25. For I would not, brethren, that ye should be ignorant of this mystery, lest ye should be wise in your own conceits, that blindness in part is happened to Israel, until the fullness of the Gentiles be come in.
25. Nolo euim vos ignorare, fratres ,mysterium hoc, ut ne apud vosmetipsos superbiatis, quod caecitas ex parte Israeli contigit, donec plenitudo gentium ingrediatur:
26. And so all Israel shall be saved: as it is written, There shall come out of Sion the Deliverer, and shall turn away ungodliness from Jacob:
26. Atque ita universus Israel salvus fiet; quemadmodum scriptum est, Veniet ex Sion is qui liberat, et avertet impietates a Iacob:
27. For this is my covenant unto them, when I shall take away their sins.
27. Et hoc illis a me testamentum, quum abstulero peccata eorum.
Paul, however, does not quote what we read in Isaiah, word for word;
"come," he says, "shall a Redeemer to Sion, and to those who shall repent of iniquity in Jacob, saith the Lord." (Isaiah 59:20.)
But on this point we need not be very curious; only this is to be regarded, that the Apostles suitably apply to their purpose whatever proofs they adduce from the Old Testament; for their object was to point but passages, as it were by the finger, that readers might be directed to the fountain itself.
But though in this prophecy deliverance to the spiritual people of God is promised, among whom even Gentiles are included; yet as the Jews are the first-born, what the Prophet declares must be fulfilled, especially in them: for that Scripture calls all the people of God Israelites, is to be ascribed to the pre-eminence of that nation, whom God had preferred to all other nations. And then, from a regard to the ancient covenant, he says expressly, that a Redeemer shall come to Sion; and he adds, that he will redeem those in Jacob who shall return from their transgression. 4 By these words God distinctly claims for himself a certain seed, so that his redemption may be effectual in his elect and peculiar nation. And though fitter for his purpose would have been the expression used by the Prophet, "shall come to Sion;" yet Paul made no scruple to follow the commonly received translation, which reads, "The Redeemer shall come forth from Mount Sion." And similar is the case as to the second part, "He shall turn away iniquities from Jacob:" for Paul thought it enough to regard this point only, -- that as it is Christ's peculiar office to reconcile to God an apostate and faithless people, some change was surely to be looked for, lest they should all perish together.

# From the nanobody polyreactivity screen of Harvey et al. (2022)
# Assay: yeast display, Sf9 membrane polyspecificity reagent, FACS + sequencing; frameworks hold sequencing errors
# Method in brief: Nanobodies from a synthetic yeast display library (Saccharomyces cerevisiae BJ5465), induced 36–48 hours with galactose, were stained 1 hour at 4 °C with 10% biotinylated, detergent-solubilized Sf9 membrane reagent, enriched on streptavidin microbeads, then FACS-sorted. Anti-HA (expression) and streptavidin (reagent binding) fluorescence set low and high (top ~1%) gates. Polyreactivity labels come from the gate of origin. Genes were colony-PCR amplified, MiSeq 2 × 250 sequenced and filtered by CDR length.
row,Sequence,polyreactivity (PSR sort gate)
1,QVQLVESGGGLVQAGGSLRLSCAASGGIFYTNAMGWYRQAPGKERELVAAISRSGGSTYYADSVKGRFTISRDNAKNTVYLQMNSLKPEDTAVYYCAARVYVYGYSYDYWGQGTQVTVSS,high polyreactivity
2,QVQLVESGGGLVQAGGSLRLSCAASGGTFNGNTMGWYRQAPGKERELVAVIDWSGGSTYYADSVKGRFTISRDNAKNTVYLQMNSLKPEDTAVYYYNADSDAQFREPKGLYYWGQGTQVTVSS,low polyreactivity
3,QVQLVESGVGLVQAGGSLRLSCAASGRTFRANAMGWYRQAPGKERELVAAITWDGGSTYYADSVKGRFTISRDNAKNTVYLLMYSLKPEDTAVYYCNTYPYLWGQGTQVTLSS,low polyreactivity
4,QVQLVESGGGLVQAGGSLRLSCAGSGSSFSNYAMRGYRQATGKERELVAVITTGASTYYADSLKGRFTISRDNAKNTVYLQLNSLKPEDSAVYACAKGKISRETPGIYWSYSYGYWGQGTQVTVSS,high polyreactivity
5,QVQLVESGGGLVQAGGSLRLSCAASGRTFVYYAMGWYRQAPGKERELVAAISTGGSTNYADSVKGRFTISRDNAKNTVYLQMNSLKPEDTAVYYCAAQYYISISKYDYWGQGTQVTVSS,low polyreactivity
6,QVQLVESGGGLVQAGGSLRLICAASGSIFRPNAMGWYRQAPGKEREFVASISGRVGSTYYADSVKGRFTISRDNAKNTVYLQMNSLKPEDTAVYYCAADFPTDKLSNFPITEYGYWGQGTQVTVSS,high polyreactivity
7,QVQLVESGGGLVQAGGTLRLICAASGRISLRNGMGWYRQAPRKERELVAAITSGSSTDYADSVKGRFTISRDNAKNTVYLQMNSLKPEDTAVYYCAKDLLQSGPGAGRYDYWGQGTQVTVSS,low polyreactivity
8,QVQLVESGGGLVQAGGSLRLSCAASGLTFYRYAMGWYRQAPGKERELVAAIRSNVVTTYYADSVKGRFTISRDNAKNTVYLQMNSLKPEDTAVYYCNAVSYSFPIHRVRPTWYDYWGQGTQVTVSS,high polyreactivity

1 "Ne apud vos superbiatis;"
2 The mystery is accounted for in rather a singular way. The most obvious meaning is, that the mystery was the fact of the restoration, and not the manner of it. No doubt the word sometimes means what is obscure, sublime, or profound, as "great is the mystery of godliness," 1 Timothy 3:16: but here the mystery is made known, in the same manner as Paul mentions a fact respecting the resurrection, 1 Corinthians 15:51, and also the call of the Gentiles, Romans 16:25. -- Ed.
3 The explanation of this verse is by no means satisfactory. It does not Correspond at all with what the Apostle has already declared in Romans 11:11,12, and 15; where the restoration of the Jews to the faith is most clearly set forth. Besides, by making Israel, in the next verse, to mean generally the people of God, the contrast, observable through the whole argument, is completely destroyed.
The word for "blindness" is
Much as been written on the words,
Hammond tells us, that many of the Fathers wholly denied the future restoration of the Jews, and we are told by Pareus, who mentions some of the same Fathers, that they maintained it. But it appears from the quotations made by the first, that the restoration disallowed was that to their own land, and that the restoration referred to by the latter was restoration to the faith; two things wholly distinct. That "Israel" means exclusively the Jewish nation, was almost the unanimous opinion of the Fathers, according to Estius; and that their future restoration to the faith is here foretold was the sentiment held by Beza, Pareus, Willet, Mede, and others, and is generally held by modern divines. -- Ed.
4 There is more discrepancy in this reference than any we have met with. The Apostle follows not literally either the Hebrew or the Septuagint, though the latter more than the former. In the Hebrew, it is, "to Sion,"
Come to Sion shall a deliverer,
And to turn away the ungodliness that is in Jacob.
He shall come to Sion, and shall come "to turn away," etc.; or the
5 The former part of it is, "This is my covenant," but not the latter, "when I shall take away their sins." Some suppose that this is taken from Isaiah 27:9, where we find this phrase in the Septuagint, "When I shall take away his sins,"